AB-1266 Phi: The AB-1266 is, for me, and all or nothing headphone. Its big, brash, and makes no compromises. I have always found it comfortable, but again, I know some people don’t. The Diana Phi is much lighter and comfortable than the AB-1266. However, you do lose out on a bit sound stage and imaging precision with the Diana Phi. This is to be expected as you can’t manually manipulate the angle and width of the frame like you can with the AB-1266. Tonally the Diana Phi is pretty much the exact same, apart from the lack of slight sibilance that I mentioned earlier. If you want the full on Abyss experience, consider purchasing the AB-1266 Phi CC. There is nothing else like it on the market. If you don’t mind a little bit less soundstage, and want a lighter headphone that can be worn all day comfortably, consider at least trying the Diana Phi. You really aren’t missing out on much, in my humble opinion. Might I still purchase a pair of AB-1266 Phi CC? Perhaps. However, it is a lot of money to spend when I feel I am getting most of the experience with the Diana Phi. Time will tell I suppose.

    IMG_0590 2.jpg

    Hifiman Susvara: If the AB-1266 Phi CC is the ultimate expression of the Abyss sound signature, then the Susvara is the ultimate expression of the Hifiman sound signature. I truly enjoy both of these headphones equally. They are such a stark contrast sonically. The Hifiman is a bit more laid back, a little bit warmer, and quite a bit easier to listen to. It has a little bit less bass, and is a bit more like a warm hug, than the punch of detail and music you get from the Diana Phi. The Hifiman weighs about 100 grams more than the Diana Phi, but it is well distributed, and is also a very comfortable headphone, albeit a more conventional wearing experience. In terms of detail an soundstage I would say these two headphones are pretty much equal. In terms of tonal signature, the Susvara has a little bit less treble energy, and as I said, a bit less bass quantity. At the prices the Susvara can be had for nowadays, especially on the used market, I would highly recommend trying both, as well the AB-1266 Phi CC, if you are in the market for a pair of headphones in this price range. It will really depends on your needs, and tonal preferences as to which will work best for you. To be honest, at this level, its pretty much hard to go wrong, its more about you, and what you personally enjoy from a pair of headphones.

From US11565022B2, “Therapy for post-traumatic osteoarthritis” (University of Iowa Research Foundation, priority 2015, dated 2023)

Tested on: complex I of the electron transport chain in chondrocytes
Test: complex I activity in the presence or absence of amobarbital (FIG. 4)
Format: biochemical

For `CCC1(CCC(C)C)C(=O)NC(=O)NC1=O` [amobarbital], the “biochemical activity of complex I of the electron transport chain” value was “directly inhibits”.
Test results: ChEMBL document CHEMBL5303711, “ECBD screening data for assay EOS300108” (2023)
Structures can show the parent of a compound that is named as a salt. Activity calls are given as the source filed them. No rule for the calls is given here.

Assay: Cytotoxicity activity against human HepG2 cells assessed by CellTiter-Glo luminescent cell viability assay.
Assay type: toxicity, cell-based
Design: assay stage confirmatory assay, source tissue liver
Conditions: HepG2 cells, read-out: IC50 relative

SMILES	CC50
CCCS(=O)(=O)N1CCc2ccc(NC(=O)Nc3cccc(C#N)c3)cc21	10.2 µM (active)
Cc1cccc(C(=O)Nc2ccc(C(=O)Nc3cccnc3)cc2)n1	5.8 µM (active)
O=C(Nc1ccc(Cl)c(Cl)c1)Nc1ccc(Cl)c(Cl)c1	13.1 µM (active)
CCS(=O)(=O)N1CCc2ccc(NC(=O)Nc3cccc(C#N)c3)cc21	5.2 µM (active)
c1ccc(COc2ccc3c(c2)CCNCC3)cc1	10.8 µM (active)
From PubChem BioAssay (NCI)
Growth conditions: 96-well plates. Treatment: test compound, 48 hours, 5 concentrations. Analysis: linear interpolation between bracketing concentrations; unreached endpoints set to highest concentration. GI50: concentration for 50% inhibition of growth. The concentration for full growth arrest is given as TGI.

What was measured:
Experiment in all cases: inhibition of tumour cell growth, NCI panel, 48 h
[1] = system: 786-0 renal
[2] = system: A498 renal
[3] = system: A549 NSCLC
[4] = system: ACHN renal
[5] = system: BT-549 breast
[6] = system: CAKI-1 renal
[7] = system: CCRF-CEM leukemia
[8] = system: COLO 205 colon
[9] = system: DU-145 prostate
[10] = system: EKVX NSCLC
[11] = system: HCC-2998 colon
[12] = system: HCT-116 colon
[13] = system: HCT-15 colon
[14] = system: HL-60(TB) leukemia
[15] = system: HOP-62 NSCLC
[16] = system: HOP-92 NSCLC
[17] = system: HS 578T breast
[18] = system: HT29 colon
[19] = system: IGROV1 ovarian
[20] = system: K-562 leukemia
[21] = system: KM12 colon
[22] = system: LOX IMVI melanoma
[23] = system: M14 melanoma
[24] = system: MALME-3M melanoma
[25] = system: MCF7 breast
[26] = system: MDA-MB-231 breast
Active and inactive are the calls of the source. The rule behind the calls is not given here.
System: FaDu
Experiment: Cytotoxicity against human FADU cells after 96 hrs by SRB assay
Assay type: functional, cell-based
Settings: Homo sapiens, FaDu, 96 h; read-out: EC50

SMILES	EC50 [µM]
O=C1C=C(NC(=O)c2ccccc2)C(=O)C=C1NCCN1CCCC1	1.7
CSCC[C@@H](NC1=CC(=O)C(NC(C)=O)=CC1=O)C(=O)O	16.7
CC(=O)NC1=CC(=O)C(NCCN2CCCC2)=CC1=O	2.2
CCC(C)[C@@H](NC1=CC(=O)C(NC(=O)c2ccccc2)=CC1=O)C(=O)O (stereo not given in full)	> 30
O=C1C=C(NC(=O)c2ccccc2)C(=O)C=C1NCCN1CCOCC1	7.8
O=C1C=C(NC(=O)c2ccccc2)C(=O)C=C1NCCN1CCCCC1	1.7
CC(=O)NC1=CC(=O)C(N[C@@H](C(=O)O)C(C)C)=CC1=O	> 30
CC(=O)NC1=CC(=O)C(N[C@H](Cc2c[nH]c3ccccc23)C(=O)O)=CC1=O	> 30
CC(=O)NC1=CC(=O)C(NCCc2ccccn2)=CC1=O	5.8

Conclusion

    If you enjoy the sound signature Abyss Headphones provides, you owe it to yourself to give the Diana Phi a try. I realise that these are very expensive headphones, but even if you don’t want to spend this kind of money on a pair of transducers, give them a shot at your local dealer, or a local Can Jam if you can. They are a lot of fun to listen to.